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April 19, 2010 at 3:39 PMComments: 0 Faves: 0

10 Most Common Pet Poisons

By Smarty More Blogs by This Author

Many common household items are poisonous to your pet. Learn what to watch for so you can help reduce the chances of losing your beloved pet to an avoidable poisoning.

1. Chocolate Chocolate is poisonous to pets due to its presence of methylxanthines. These compounds are similar to caffeine, but can cause serious medical problems for your pet if a significant amount is ingested. Symptoms of chocolate poisoning in pets include panting, diarrhea, vomiting, tremors, seizures and excessive thirst and urination.

2. Fertilizers While fertilizers are generally considered to have a low toxicity, the consumption of fertilizers in a significant amount can lead to serious medical problems including diarrhea, abdominal pain and vomiting. Fertilizers often contain insecticides, which can further aggravate medical complications.

3. Herbicides Herbicides are also generally considered to have low levels of toxicity. However, it is important to use them only as directed and keep your pet away from areas where herbicides are used until they are completely dry. Many cases of reported herbicide poisoning result in the presence of skin irritations, upset stomach and vomiting.

4. Home Improvement Products Examples of home improvement products include glues, paint and certain solvents. While most of these home improvement products are water-based and are not typically life threatening, some products contain heavy metals that are poisonous to animals. Symptoms of home improvement product poisoning include eye and skin irritation, gastrointestinal tract problems and pneumonia.

5. Household Cleaners Household cleaners can be poisonous to pets if ingested and can cause irritations to the skin upon contact. Toxicity of household cleaners is highly dependent upon the circumstance and the product involved. Fortunately, gentle and homemade cleaning products are becoming more popular on the market today, as their hazards toward pets and humans become more widely known.

6. Human Medications Consumption of human medications is one of the most common substances that poison pets. Human medications are not designed for pets and can seriously harm or even fatality of a pet. The most commonly reported medications consumed by pets are cold medications, painkillers, dietary supplements and antidepressants.

7. Insecticides Insecticides are the second most commonly reported pet poison. While some insecticides are specifically designed for the treatment of pet insects (including fleas and ticks), it is important that the directions are closely followed. It is also important to note that some pets are more sensitive to treatment than others. Always exercise caution when using insecticides on your pet or in the home. Seek natural treatment alternatives when possible.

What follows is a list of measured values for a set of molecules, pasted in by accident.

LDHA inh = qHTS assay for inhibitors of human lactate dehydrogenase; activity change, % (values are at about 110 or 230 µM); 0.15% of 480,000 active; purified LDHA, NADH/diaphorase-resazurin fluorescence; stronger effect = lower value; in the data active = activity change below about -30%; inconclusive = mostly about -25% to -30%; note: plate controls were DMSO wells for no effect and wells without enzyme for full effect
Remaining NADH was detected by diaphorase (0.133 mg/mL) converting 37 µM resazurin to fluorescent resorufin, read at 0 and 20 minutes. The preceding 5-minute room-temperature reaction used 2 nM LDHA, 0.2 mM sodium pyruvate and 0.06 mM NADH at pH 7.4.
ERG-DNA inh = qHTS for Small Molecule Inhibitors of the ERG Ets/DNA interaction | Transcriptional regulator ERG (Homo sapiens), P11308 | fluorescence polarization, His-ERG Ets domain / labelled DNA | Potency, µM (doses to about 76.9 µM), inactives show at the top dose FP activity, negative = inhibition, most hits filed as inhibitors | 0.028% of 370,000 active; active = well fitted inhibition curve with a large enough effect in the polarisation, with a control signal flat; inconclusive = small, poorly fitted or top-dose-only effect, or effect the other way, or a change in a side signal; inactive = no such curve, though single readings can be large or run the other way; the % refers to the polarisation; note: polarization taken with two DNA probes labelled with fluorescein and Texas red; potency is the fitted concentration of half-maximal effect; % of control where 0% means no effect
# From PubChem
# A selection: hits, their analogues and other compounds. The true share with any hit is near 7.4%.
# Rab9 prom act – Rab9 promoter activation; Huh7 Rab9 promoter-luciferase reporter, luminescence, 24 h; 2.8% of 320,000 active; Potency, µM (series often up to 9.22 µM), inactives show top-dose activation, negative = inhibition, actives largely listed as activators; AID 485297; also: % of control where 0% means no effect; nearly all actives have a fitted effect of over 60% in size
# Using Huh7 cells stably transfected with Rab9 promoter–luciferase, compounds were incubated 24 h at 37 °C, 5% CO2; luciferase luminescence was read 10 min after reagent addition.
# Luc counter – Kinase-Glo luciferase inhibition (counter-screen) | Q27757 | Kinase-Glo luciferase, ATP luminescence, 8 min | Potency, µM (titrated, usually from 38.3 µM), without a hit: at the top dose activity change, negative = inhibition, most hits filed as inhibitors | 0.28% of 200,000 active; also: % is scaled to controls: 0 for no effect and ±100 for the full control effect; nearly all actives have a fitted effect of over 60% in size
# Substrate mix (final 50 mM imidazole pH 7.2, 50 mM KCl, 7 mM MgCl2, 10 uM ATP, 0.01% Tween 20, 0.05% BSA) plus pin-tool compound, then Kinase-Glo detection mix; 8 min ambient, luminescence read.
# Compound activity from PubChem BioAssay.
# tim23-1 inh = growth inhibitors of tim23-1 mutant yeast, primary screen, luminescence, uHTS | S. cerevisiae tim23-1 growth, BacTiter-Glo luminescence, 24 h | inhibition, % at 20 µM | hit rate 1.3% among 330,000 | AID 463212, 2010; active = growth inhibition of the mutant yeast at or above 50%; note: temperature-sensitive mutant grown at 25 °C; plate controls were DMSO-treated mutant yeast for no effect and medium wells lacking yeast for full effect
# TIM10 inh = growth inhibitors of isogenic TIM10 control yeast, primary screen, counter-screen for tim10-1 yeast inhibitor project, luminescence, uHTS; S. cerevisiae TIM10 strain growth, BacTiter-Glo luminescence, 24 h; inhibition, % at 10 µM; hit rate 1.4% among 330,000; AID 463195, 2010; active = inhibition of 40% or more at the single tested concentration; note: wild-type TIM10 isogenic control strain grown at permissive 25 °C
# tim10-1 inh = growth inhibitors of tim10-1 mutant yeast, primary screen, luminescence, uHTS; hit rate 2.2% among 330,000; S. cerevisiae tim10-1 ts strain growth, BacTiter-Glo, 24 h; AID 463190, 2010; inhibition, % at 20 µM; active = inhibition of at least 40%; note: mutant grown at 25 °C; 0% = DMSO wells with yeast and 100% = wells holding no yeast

8. Plants Certain types of plants are poisonous to pets and should not be kept in the home; if you must keep them, arrange them in a manner that your pet does not have access to them. The effects of plant poisoning are highly dependent upon the pet and the plant involved. Some plants that are particularly poisonous to animals include lilies, rhododendron, schefflera, azalea and sago palm.

9. Rodenticides Many pets are poisoned from the ingestion of poisons created for the eradication of rats and mice. The ingestion of rodenticides can be potentially fatal to pets, causing symptoms of seizures, kidney and organ failure, and internal bleeding.

10. Veterinary Medications While these medications are typically produced and prescribed by a veterinarian for the treatment of specific conditions associated with your pet, it is essential that you follow the directions. Many pets are poisoned each year due to the inappropriate use of medications.

Just like all pet care, prevention of pet poisoning is dependent completely upon the owner of the pet. All poisonous substances should be used with caution and carefully stored in a location that the pet will not be able to access. If you are aware of the common causes of pet poisonings, you can feel confident in taking steps to prevent the accidental poisoning and harm of your own pet.

Sources:

http://www.peteducation.com/article.cfm?cls=0&cat=2041&articleid=3473

http://www.aspca.org/site/PageServer?pagename=pro_apcc_common

Photo Credit: rositata

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